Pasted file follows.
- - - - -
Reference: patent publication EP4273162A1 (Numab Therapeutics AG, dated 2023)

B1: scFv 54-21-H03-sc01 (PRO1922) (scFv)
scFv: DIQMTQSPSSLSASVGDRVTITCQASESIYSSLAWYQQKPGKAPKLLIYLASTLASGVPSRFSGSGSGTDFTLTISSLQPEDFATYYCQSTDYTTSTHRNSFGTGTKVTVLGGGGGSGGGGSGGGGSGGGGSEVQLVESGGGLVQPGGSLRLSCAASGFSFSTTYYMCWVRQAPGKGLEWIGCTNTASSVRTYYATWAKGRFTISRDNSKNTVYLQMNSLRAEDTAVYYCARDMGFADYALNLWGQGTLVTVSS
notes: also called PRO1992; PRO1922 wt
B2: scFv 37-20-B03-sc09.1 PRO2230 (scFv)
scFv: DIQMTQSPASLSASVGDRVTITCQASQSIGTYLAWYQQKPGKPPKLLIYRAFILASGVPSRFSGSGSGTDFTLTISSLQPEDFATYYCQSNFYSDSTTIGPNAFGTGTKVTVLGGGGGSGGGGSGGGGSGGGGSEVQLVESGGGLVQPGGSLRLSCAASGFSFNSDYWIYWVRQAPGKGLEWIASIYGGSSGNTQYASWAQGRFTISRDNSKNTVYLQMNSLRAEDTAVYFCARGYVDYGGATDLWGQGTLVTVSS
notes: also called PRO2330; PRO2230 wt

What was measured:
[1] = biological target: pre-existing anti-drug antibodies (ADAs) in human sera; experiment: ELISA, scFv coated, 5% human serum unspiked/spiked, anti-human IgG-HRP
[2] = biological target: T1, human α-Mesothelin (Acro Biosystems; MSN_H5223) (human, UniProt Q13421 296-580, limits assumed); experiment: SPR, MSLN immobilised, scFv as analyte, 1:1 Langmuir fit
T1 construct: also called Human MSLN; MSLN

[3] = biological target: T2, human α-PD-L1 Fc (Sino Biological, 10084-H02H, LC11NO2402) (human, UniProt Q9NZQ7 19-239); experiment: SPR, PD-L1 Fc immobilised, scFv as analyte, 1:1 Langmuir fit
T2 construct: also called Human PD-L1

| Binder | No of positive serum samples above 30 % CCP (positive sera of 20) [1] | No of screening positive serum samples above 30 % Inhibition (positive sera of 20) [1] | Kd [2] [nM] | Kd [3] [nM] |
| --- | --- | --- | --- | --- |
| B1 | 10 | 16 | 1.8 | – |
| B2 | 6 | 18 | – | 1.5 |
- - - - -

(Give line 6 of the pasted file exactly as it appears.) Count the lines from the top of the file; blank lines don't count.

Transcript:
scFv: DIQMTQSPASLSASVGDRVTITCQASQSIGTYLAWYQQKPGKPPKLLIYRAFILASGVPSRFSGSGSGTDFTLTISSLQPEDFATYYCQSNFYSDSTTIGPNAFGTGTKVTVLGGGGGSGGGGSGGGGSGGGGSEVQLVESGGGLVQPGGSLRLSCAASGFSFNSDYWIYWVRQAPGKGLEWIASIYGGSSGNTQYASWAQGRFTISRDNSKNTVYLQMNSLRAEDTAVYFCARGYVDYGGATDLWGQGTLVTVSS